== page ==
What makes us men? What values resonate with men? What is masculinity, and what is it for? How is the title of manhood earned?
To many in the modern world, masculinity is relative. More and more, intellectuals and feminists are encouraging men to ‘redefine’ masculinity. They say that we have no more need of these ‘old ways’. Some even infer that masculinity needs to be thrown out entirely. Not surprisingly, the new masculinity they want us to embrace looks a lot like being a woman.
All of these people are wrong, and they have lied to us. Manliness is not a social construct, and no matter how much people want to overlook what manliness entails, as long as we are alive real masculinity will not go away. It is better for us and for society if we stay here and embody masculinity to the fullest, rather than trade it for some hollow shell of what being a man actually means.
Manliness is visceral, and despite what you’ve heard there is an essence to masculinity that transcends cultural boundaries and academic relativity. One of the best books I’ve read on the virtues of masculinity was “The Way of Men” by Jack Donovan, which is a must read for any man with an interest in masculinity. How others talked about it, and Jack spoke about his own writing, was that he’d found the underlying framework for what men inherently know is masculine. Men have a hard time putting into words because they are surrounded by it all the time. At first I didn’t know if I believed it, and was skeptical beforehand, but I’ve become very much convinced since I read his book.
Through the course of this essay, I will be using small quotes from his book to go over what the basic masculine virtues are. In it, Donovan notes that masculinity does not exist in a vacuum. Men are not manly because they say so, but because other men size them up in performance against a standard of masculinity. This is not a made up or random set of values, but are essential for life and survival.
Masculinity is at work when men gather together, forming a group to protect and provide for society. They preside over the most dangerous aspects of their tribes welfare. In Donovan’s words, the way of men is “the way of the gang”, and these gangs survive and proliferate based off of the four tactical virtues.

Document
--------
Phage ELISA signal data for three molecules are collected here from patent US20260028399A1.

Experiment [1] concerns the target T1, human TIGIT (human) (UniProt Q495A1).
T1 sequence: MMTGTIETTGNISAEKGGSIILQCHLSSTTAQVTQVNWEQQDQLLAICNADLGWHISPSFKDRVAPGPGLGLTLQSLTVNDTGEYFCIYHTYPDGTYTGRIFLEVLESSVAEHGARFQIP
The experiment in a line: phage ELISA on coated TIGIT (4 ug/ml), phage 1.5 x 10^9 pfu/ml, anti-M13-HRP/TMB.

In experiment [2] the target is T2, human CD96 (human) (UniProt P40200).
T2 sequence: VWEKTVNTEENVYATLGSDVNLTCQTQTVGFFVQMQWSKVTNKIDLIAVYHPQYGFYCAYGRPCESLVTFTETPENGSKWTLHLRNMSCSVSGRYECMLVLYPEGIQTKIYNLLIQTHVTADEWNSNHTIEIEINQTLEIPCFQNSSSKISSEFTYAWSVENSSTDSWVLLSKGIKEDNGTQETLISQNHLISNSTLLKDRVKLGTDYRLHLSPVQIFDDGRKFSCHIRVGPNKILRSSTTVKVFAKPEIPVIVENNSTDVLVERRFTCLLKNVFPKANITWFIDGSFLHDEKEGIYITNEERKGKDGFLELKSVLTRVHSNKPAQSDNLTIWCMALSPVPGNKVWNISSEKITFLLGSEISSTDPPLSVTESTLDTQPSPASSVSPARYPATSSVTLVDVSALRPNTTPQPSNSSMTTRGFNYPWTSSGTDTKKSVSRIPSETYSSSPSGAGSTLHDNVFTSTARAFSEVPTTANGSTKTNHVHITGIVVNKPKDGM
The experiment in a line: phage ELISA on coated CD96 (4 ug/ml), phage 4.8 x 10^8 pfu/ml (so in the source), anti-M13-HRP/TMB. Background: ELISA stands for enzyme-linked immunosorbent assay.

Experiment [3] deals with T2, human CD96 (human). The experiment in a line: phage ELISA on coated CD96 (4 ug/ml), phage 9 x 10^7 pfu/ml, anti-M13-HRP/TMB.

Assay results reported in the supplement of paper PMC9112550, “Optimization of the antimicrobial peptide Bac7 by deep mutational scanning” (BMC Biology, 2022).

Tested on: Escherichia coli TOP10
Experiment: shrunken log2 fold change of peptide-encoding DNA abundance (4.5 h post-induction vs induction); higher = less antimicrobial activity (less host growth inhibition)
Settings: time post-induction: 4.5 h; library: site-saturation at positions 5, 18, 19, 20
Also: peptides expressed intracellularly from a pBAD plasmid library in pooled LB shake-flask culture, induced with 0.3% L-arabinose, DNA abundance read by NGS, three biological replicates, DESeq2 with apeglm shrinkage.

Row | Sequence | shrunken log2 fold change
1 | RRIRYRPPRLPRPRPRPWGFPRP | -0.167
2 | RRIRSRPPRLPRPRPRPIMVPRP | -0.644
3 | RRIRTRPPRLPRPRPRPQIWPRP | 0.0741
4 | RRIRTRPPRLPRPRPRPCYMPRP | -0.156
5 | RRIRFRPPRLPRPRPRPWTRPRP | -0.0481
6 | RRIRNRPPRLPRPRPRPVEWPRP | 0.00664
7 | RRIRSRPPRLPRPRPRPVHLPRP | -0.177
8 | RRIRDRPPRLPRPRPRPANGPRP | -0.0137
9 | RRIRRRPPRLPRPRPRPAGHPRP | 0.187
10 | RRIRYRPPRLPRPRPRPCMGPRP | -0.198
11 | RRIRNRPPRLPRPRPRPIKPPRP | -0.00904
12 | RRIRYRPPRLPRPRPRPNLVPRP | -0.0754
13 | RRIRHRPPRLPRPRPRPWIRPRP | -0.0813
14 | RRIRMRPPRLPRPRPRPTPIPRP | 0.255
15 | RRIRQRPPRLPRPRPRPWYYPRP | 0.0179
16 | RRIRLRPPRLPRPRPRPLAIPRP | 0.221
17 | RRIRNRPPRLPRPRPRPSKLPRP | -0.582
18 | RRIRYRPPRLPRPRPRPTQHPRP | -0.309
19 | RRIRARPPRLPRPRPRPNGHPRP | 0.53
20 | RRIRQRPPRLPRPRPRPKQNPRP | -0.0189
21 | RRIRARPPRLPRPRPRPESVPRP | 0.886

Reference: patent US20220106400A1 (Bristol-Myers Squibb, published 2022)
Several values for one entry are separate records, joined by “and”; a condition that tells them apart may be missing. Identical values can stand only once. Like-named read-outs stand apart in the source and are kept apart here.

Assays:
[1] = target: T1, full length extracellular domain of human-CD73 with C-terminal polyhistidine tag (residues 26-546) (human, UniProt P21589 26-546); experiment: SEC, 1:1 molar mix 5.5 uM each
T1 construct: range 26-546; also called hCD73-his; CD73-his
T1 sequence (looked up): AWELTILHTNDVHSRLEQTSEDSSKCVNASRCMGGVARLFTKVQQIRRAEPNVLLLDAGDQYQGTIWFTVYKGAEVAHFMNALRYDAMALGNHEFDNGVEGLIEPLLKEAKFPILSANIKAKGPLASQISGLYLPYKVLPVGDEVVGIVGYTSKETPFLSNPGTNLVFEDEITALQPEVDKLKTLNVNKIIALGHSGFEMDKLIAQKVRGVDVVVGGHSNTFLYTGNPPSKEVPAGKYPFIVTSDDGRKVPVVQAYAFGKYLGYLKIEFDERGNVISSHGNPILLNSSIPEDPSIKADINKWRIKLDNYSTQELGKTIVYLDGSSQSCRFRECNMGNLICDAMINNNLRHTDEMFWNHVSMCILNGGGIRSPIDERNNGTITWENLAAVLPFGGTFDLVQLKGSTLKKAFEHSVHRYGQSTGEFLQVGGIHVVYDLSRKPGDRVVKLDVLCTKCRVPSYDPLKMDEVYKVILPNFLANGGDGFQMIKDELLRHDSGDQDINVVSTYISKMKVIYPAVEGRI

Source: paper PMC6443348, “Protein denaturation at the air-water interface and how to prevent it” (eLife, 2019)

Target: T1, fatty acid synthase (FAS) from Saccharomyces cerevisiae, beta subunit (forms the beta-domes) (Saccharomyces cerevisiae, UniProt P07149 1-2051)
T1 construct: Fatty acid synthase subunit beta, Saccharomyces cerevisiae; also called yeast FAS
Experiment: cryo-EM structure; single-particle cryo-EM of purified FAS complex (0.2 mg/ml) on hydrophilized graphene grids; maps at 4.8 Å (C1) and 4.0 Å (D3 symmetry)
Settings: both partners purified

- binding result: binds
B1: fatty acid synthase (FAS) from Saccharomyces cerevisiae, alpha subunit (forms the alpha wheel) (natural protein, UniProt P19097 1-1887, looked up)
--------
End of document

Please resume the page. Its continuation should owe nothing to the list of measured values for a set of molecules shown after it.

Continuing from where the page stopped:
These tactical virtues are: Strength, Courage, Mastery, and Honor. They are martial in nature because they are best exemplified in times of war or duress. They are used in keeping the perimeter and staving off animals or invaders; for protecting the family and the home from more domestic dangers that would do them harm; or for hunting for food. Whatever that’s hazardous and needs to get done, masculinity is there to do it. These values exist in all societies across all cultures, and are required for their to be any civilization at all.
Strength is the foundation of masculinity. A man’s capacity for strength is what men first notice when they judge whether or not a man is capable and manly. There are no cultures were emasculate or weak men are considered manly. While there are other qualities to masculinity besides strength, strength is what will make all other masculine virtues possible. Without strength, “masculinity becomes something else- a different concept.” Without strength, masculinity is dead.
Strength is physical prowess or power; the stronger you are the greater your ability to dominate your enemy, rather than being dominated. A man who has strength can stand fast when being pushed. A man who has strength also has the means to physically overcome tougher than average obstacles. The greater the strength, the more value a man is to his group. The more strong men in your group, the greater your ability to conquer rival gangs.
Strength is also the most explicit biological difference between men and women. “Greater strength differentiates men from women. Weak men are regarded as less manly, but no one really cares or notices if a woman is physically weaker than her peers.” The strongest of women are about as strong as the weakest of men. Regardless of gender politics and politeness, when it comes to the hunting and fighting, “[it] is almost always going to be up to the men. When lives are on the line, people will drop the etiquette of equality and make that decision again and again because it makes the most sense.“
Courage is the exceptional ability to apply strength in dangerous situations. “The greater the danger, the greater the courage. Running into a burning building beats telling off your boss. Telling off your boss is more courageous than writing a really mean anonymous note. Acts without meaningful consequence require little courage.” Courage is only applicable when one is tempted to shrink or run away from danger.
When you think of someone who is manly, thoughts come to mind of someone being bold or brave in the face of a great risk. “You won’t want the men in your gang to be reckless, but you’ll need them to be courageous when it matters. A man who runs when the group needs him to fight could put all your lives in jeopardy.”